So if you try to design end to end Quality of Service by enable queueing to cover all possible oversubscription in the network you fail.

When the congestion happens, some flows will just die couple milliseconds after another. 

The design tradeoff here is to add more bandwidth vs engineering all possible congestion points. I am not talking only the initial QoS design phase but the complexity brought by the QoS in the design as well.Netwok Operator need to manage, understand,troubleshoot QoS during steady state and in the case of failure as well.

Bandwidth is getting cheaper and cheaper everyday but the complexity of Quality of Service will stay there forever.


  1. There is a common mistake, that if we have broadband network with a lot of free bandwidth, we doesn’t need QoS at all, and any application will work fine. It’s wrong. Micro-bursts will affect to real-time traffic even if your interfaces are utilised less than 50%. Bandwidth is growing faster than interface tx buffers and while your network speed is growing, micro-bursts will affect your network in more and more serious way.
    Of course it is impossible to make end-to-end QoS, but it doesn’t mean that you shouldn’t implement QoS at all.

    • Hi Mikhail,

      I wrote an article for the microburst and video traffic on packet pushers before. Problem with that is exactly the same. You will try to do it on every part of your edge network to protect the RT traffic but if there is enough rt traffic they will eventually be dropped as well. Again such tools may make sense in particular place but the trade off is bandwidth vs complexity.

      Also in a small scale networks it may be okay to design QoS but as I stated in the post, tradeoff will appear especially in the large scale deployment.

      For those who have enough service provider design experience might know that, throwing bandwidth especially in the core almost always a common practice.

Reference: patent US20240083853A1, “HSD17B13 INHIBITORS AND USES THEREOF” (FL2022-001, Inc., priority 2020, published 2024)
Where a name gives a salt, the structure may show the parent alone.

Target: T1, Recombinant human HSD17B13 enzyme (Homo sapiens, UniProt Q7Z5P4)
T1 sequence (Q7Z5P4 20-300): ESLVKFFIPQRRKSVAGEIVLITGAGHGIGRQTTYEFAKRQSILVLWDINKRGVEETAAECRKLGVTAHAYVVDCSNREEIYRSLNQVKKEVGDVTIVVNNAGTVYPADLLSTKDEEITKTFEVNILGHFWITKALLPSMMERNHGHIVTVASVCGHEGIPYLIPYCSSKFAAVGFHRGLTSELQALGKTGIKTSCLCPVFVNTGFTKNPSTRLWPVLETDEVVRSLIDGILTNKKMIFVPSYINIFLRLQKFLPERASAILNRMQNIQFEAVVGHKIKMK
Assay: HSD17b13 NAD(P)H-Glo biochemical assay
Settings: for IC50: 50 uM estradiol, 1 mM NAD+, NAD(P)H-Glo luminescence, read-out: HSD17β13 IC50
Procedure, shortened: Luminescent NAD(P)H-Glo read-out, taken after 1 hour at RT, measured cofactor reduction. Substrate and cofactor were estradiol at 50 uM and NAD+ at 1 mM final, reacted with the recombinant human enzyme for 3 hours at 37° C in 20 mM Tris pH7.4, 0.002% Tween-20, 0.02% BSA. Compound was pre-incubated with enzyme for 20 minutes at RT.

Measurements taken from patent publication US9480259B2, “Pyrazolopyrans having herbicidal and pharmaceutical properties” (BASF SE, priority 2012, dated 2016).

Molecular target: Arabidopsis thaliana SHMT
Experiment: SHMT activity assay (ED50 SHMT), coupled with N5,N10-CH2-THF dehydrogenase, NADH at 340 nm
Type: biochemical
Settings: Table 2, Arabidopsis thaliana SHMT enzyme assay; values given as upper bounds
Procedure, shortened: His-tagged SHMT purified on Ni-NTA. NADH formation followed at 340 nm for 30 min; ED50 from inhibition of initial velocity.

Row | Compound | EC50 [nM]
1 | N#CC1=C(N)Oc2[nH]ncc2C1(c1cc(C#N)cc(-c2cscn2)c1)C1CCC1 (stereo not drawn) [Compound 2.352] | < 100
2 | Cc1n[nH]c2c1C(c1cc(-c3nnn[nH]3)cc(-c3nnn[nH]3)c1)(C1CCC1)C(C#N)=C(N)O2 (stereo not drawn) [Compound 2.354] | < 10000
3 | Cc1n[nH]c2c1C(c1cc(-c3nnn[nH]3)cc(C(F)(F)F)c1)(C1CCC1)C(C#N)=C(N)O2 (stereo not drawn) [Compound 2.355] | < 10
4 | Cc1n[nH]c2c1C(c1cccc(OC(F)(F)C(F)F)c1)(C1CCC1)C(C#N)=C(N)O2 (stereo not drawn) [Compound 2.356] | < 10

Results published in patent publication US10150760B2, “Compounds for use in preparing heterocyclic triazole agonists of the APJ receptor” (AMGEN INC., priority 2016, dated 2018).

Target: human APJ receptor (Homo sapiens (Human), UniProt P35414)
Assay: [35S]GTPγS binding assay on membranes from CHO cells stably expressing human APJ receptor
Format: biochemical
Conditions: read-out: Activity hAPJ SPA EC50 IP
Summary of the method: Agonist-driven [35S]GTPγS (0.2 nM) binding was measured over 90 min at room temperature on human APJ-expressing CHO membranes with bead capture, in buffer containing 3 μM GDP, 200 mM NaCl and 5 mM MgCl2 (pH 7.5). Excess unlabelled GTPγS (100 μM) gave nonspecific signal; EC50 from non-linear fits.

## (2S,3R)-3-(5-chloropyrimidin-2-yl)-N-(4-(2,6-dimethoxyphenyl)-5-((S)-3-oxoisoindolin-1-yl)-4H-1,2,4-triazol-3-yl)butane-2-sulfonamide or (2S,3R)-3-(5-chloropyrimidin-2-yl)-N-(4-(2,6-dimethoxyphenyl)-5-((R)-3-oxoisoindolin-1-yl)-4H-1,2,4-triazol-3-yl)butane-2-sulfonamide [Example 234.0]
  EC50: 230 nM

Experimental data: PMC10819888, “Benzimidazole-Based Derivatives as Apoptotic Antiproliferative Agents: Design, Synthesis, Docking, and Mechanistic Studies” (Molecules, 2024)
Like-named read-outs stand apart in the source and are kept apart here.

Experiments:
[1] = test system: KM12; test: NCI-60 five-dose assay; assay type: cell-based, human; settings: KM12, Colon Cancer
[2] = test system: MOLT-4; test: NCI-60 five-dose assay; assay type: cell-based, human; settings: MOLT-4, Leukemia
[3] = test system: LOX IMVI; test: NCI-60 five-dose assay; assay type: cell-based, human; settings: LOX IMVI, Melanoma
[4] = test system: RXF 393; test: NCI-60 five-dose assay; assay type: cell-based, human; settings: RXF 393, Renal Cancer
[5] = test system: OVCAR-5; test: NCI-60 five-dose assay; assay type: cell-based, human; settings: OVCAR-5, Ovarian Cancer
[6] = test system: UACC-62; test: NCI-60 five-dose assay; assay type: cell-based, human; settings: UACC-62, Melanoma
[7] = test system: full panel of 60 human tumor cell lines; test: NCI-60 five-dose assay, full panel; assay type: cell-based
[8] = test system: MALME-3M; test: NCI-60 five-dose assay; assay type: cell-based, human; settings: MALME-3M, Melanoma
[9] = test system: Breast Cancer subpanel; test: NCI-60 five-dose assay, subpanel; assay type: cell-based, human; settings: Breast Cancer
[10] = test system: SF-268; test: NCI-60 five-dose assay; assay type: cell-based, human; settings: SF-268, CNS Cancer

My ideas are common for all the services, fixed, mobile broadband, satellite, Wifi and so on.

  2. A large problem for designers/architects is that most people do not understand what QoS is, and how it works. They are usually shocked when I explain QoS, and the problems you outlined above…especially those that have Internet based WAN designs. “Wait what, I can’t do QoS across the Internet?!?” is a question the CIO asks, and then stares at his director/VP of IT or network services.

  3. Hmm…

    Sorry, I don’t buy more bandwidth to compensate for QoS. I plan and design for QoS despite bandwidth, that is, whether I have it or whether I don’t. The same concept applies to DCB where converged networks are concerned at least as far as my own philosophy is concerned.

    QoS should not be an option, it should be the rule.

    Darby Weaver


    • Thanks for the comment Darby,

      actually , definitely not 🙂 . Why do you think in most of the service provider core network do not have any QoS but always over provision, 50, 60 percentage rules in capacity planning.

      Yes some QoS tools make sense in specific place of some networks as I indicated in my articles, But you should it make it general rule.

  4. My 2 cents is that QOS is important to implement on critical WAN links and that the two most important classes are EF and scavenger. Its easier to spot the pigs on the link and then add them to a scavenger class than it is to work out the marking and percentages for the other classes.

    I have found that implementing QOS is very difficult in an enterprise because of the differences in the hardware and software features vary so much from device to device or between different line cards in a device or even on a particular line card depending on its configuration.